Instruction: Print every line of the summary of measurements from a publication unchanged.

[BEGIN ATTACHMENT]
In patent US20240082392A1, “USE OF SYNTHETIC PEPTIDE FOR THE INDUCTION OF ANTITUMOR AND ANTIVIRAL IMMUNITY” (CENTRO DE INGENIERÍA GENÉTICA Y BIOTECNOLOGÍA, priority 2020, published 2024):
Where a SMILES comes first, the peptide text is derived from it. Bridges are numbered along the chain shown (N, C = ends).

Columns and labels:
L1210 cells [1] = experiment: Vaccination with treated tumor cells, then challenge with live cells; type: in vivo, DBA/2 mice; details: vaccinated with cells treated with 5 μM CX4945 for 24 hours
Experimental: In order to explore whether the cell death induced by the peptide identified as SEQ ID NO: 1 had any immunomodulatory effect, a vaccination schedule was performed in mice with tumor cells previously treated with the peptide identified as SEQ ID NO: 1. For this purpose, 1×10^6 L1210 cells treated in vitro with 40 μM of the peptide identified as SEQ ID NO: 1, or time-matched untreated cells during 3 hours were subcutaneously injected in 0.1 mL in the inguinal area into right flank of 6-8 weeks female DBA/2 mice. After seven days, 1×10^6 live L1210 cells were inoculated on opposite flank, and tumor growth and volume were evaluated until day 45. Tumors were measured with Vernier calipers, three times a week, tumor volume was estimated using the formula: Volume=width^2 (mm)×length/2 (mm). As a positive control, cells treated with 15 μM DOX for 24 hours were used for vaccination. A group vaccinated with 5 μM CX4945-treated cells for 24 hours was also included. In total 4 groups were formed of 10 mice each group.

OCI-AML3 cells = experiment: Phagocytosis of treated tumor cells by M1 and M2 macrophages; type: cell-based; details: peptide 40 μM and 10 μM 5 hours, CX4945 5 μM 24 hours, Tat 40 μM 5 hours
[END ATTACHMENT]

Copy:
In patent US20240082392A1, “USE OF SYNTHETIC PEPTIDE FOR THE INDUCTION OF ANTITUMOR AND ANTIVIRAL IMMUNITY” (CENTRO DE INGENIERÍA GENÉTICA Y BIOTECNOLOGÍA, priority 2020, published 2024):
Where a SMILES comes first, the peptide text is derived from it. Bridges are numbered along the chain shown (N, C = ends).

Columns and labels:
L1210 cells [1] = experiment: Vaccination with treated tumor cells, then challenge with live cells; type: in vivo, DBA/2 mice; details: vaccinated with cells treated with 5 μM CX4945 for 24 hours
Experimental: In order to explore whether the cell death induced by the peptide identified as SEQ ID NO: 1 had any immunomodulatory effect, a vaccination schedule was performed in mice with tumor cells previously treated with the peptide identified as SEQ ID NO: 1. For this purpose, 1×10^6 L1210 cells treated in vitro with 40 μM of the peptide identified as SEQ ID NO: 1, or time-matched untreated cells during 3 hours were subcutaneously injected in 0.1 mL in the inguinal area into right flank of 6-8 weeks female DBA/2 mice. After seven days, 1×10^6 live L1210 cells were inoculated on opposite flank, and tumor growth and volume were evaluated until day 45. Tumors were measured with Vernier calipers, three times a week, tumor volume was estimated using the formula: Volume=width^2 (mm)×length/2 (mm). As a positive control, cells treated with 15 μM DOX for 24 hours were used for vaccination. A group vaccinated with 5 μM CX4945-treated cells for 24 hours was also included. In total 4 groups were formed of 10 mice each group.

OCI-AML3 cells = experiment: Phagocytosis of treated tumor cells by M1 and M2 macrophages; type: cell-based; details: peptide 40 μM and 10 μM 5 hours, CX4945 5 μM 24 hours, Tat 40 μM 5 hours